Another theme which relates to an individual’s psychological well-being was the notion of job security. The study has revealed that 17 (85%) of participants argued that one reason why they keep on presenting themselves to an employer who is failing to honour the contractual obligation of remunerating for work done was the issue of job security or what Pilbeam and Corbridge termed job for life [15]. According to Participant 10;

I have to carefully look after this job till I retire. So far I have been with the employee for 28 years. Where would I go if I leave this place?

It is important to note that the findings of this study differ from the arguments presented by Pilbeam and Corbridge who has it that employees are no longer valuing job security as before [15]. The difference could be emanating from the fact that Pilbeam and Corbridge focused on developed countries where economies are rather stable and employment opportunities are vast [15]. In contrast, in Zimbabwe, the unemployment rate is high and employment is not easy to come across. One will realise it is important to keep the job that they have. Three of the key informants highlighted that the economy is very depressed and employers should bear with their respective employers as the options are limited. These findings concur with the arguments presented by Muchichwa [1] who has it that the prevailing high unemployment rate obtaining in Zimbabwe is one of the major reasons why employees find it difficult to move out of an unrewarding relationship with an employer who is failing to meet their contractual obligation of paying wages and/or salaries.

Participants also highlighted the fact that they are sure that as long as they have worked, it is clear that that they will eventually be paid. This theme was raised by (16) 80% of the participants. These argued that although the salaries were delayed, they will still get their money. Seventy five percent of these argued that they believed they would one day get a lump some of their dues. Participant 11 had to say;

Each and every day I work would one day be paid for, so I feel I am investing and they are keeping my money. When I receive it in bulk, I am able to do something more meaningful than when I receive my salary on a monthly basis.

The Labour Act clearly stipulates that labour rendered should be paid and these employees could be basing their arguments on this. The remaining 25% were of the opinion that although they would eventually be paid, their amounts would come in parts. All the key informants however alluded to the fact that although the salaries are erratic, they will eventually be paid according to the Labour Act.

Conclusion

The study sought to unravel the factors that lead employees of some state owned enterprises to continue reporting for work despite being paid their salaries intermittently or at worst, going for months without receiving their salaries. Such a scenario is not in line with the both the international standards and the local Labour Act. The study was informed by Adams’s Equity Theory, Vroom’s Expectancy Theory and Maslow’s Hierarchy of Needs.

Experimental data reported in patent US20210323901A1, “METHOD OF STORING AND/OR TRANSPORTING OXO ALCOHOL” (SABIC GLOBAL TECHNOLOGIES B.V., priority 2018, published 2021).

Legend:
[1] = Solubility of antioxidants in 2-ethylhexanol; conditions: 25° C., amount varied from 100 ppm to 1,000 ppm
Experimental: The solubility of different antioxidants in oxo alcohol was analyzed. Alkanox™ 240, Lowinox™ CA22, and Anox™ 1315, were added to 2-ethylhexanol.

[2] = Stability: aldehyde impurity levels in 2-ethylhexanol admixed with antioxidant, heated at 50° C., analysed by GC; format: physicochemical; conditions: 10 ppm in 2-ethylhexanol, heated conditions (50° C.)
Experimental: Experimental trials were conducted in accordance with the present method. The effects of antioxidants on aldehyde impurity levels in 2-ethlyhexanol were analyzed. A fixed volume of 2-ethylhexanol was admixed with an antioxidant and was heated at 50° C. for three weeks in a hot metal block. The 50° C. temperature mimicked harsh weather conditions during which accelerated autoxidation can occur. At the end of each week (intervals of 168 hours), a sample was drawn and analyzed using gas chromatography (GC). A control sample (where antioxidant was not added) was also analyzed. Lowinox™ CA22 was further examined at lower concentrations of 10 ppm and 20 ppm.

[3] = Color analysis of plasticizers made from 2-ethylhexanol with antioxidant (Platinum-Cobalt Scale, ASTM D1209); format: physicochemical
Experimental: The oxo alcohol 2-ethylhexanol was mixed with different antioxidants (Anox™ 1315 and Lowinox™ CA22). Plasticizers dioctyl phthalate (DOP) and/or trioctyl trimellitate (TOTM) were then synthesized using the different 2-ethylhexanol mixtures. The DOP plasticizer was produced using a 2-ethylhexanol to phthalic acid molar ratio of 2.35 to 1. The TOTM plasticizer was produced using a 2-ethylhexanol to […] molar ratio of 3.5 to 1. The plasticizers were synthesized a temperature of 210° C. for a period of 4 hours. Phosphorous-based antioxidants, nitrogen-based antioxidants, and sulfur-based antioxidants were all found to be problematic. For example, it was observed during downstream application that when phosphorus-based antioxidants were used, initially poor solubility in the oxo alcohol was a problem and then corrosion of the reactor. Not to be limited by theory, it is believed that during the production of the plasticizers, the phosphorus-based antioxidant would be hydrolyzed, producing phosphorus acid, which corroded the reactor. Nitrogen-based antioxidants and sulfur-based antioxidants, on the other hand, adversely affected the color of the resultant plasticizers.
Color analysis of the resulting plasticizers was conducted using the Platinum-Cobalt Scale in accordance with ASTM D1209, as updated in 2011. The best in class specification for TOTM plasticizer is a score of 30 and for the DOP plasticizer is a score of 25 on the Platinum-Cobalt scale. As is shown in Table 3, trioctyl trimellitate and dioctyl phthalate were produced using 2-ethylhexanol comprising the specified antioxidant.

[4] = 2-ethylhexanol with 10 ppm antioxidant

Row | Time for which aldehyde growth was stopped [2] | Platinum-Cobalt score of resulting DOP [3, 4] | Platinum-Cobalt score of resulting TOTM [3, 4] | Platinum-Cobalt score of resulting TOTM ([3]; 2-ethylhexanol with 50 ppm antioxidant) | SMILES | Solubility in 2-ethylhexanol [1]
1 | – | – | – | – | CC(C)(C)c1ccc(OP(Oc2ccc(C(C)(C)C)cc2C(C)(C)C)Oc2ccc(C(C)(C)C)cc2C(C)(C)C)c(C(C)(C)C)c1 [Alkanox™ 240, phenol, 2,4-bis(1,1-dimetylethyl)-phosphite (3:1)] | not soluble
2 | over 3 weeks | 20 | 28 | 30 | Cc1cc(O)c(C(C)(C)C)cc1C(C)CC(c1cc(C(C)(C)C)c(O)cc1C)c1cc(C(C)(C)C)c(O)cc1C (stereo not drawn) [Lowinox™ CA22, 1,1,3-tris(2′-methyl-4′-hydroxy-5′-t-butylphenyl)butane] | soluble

It has emerged from the findings that employees are driven by a number of factors to report for work. The reasons have been categorised as social, psychological and economic. Participants highlighted that they report to their respective work stations in order to grow their professional lives, to seek company at the workplace as well as avoiding potential conflicts with spouses. The study has also revealed that some employees are keen to report to work even though they have not been receiving their dues for months because they tend to abuse some resources such as money, internet and vehicles among other resources. Work premises, it has been established, can also be used by some participants to study. Some participants highlighted that they come to work simple to sell their wares to fellow employees.

In general, employees of the majority of state owned enterprises, although they are reporting to work, they are not coming to work to offer their labour. Most of them are present at the workplace for other reasons, nothing to do with the mission and vision of their respective organisations. Most of the employees are no longer committed to their work. They have lost interest in the welfare of their organisations.

Recommendations

Management of state owned enterprises must review their human resource policies if they wish to take full advantage of their personnel. Motivated employees are more committed and productive than disgruntled workers.

In order to make sure that operations at state owned enterprises are above board and compatible with best practice, the government and Boards must ensure that sound corporate governance decisions are made, especially on executive pay. In most cases, company executives are earning unrealistically high salaries and enjoying huge benefits at the expense of ordinary employees who are going for months without being paid their salaries.

Employees must also be made to realize their own contribution to the deplorable state of their respective organizations. Abuse of resources coupled with limited commitment on the part of workers only help to plunge their organizations deeper. Employees must be made aware of their potential ability to turn the fortunes of their respective organizations for the better.